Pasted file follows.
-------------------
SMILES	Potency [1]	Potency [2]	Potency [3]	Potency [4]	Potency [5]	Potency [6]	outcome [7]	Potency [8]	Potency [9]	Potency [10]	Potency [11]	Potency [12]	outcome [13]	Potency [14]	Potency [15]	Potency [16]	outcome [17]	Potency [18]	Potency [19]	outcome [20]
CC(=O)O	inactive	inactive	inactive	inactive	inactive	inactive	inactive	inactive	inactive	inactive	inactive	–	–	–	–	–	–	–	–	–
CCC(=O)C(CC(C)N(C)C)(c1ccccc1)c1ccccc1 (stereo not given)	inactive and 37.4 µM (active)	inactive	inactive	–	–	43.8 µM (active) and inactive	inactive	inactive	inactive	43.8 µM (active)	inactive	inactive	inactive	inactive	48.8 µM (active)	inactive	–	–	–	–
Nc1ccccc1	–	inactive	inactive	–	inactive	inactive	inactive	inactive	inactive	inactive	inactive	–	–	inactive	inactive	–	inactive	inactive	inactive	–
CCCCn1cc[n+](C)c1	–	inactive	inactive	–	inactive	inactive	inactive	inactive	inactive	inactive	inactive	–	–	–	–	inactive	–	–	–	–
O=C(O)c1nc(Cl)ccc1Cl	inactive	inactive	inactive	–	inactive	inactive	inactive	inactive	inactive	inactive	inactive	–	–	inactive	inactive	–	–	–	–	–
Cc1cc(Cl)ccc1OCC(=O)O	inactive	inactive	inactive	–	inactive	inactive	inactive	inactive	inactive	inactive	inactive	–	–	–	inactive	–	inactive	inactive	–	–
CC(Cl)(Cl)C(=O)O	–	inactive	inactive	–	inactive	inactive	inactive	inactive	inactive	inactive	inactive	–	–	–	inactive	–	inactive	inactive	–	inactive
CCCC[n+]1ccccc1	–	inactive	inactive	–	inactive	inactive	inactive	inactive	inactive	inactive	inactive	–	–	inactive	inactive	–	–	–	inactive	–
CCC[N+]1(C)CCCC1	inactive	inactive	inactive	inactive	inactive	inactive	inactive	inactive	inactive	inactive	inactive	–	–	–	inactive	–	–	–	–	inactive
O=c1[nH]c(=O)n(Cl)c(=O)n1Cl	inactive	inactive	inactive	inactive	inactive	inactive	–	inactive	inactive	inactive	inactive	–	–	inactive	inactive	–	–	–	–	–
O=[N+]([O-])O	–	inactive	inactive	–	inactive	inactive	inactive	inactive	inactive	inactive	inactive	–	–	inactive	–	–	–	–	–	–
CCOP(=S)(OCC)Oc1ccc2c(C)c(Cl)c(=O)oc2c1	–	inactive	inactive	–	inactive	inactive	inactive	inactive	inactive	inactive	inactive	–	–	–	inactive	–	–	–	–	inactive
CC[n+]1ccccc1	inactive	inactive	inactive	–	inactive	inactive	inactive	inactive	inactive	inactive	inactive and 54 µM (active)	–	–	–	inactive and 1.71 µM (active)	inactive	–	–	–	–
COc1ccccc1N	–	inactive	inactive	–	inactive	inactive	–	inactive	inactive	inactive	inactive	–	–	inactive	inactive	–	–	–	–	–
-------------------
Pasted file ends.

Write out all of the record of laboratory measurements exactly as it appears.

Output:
SMILES	Potency [1]	Potency [2]	Potency [3]	Potency [4]	Potency [5]	Potency [6]	outcome [7]	Potency [8]	Potency [9]	Potency [10]	Potency [11]	Potency [12]	outcome [13]	Potency [14]	Potency [15]	Potency [16]	outcome [17]	Potency [18]	Potency [19]	outcome [20]
CC(=O)O	inactive	inactive	inactive	inactive	inactive	inactive	inactive	inactive	inactive	inactive	inactive	–	–	–	–	–	–	–	–	–
CCC(=O)C(CC(C)N(C)C)(c1ccccc1)c1ccccc1 (stereo not given)	inactive and 37.4 µM (active)	inactive	inactive	–	–	43.8 µM (active) and inactive	inactive	inactive	inactive	43.8 µM (active)	inactive	inactive	inactive	inactive	48.8 µM (active)	inactive	–	–	–	–
Nc1ccccc1	–	inactive	inactive	–	inactive	inactive	inactive	inactive	inactive	inactive	inactive	–	–	inactive	inactive	–	inactive	inactive	inactive	–
CCCCn1cc[n+](C)c1	–	inactive	inactive	–	inactive	inactive	inactive	inactive	inactive	inactive	inactive	–	–	–	–	inactive	–	–	–	–
O=C(O)c1nc(Cl)ccc1Cl	inactive	inactive	inactive	–	inactive	inactive	inactive	inactive	inactive	inactive	inactive	–	–	inactive	inactive	–	–	–	–	–
Cc1cc(Cl)ccc1OCC(=O)O	inactive	inactive	inactive	–	inactive	inactive	inactive	inactive	inactive	inactive	inactive	–	–	–	inactive	–	inactive	inactive	–	–
CC(Cl)(Cl)C(=O)O	–	inactive	inactive	–	inactive	inactive	inactive	inactive	inactive	inactive	inactive	–	–	–	inactive	–	inactive	inactive	–	inactive
CCCC[n+]1ccccc1	–	inactive	inactive	–	inactive	inactive	inactive	inactive	inactive	inactive	inactive	–	–	inactive	inactive	–	–	–	inactive	–
CCC[N+]1(C)CCCC1	inactive	inactive	inactive	inactive	inactive	inactive	inactive	inactive	inactive	inactive	inactive	–	–	–	inactive	–	–	–	–	inactive
O=c1[nH]c(=O)n(Cl)c(=O)n1Cl	inactive	inactive	inactive	inactive	inactive	inactive	–	inactive	inactive	inactive	inactive	–	–	inactive	inactive	–	–	–	–	–
O=[N+]([O-])O	–	inactive	inactive	–	inactive	inactive	inactive	inactive	inactive	inactive	inactive	–	–	inactive	–	–	–	–	–	–
CCOP(=S)(OCC)Oc1ccc2c(C)c(Cl)c(=O)oc2c1	–	inactive	inactive	–	inactive	inactive	inactive	inactive	inactive	inactive	inactive	–	–	–	inactive	–	–	–	–	inactive
CC[n+]1ccccc1	inactive	inactive	inactive	–	inactive	inactive	inactive	inactive	inactive	inactive	inactive and 54 µM (active)	–	–	–	inactive and 1.71 µM (active)	inactive	–	–	–	–
COc1ccccc1N	–	inactive	inactive	–	inactive	inactive	–	inactive	inactive	inactive	inactive	–	–	inactive	inactive	–	–	–	–	–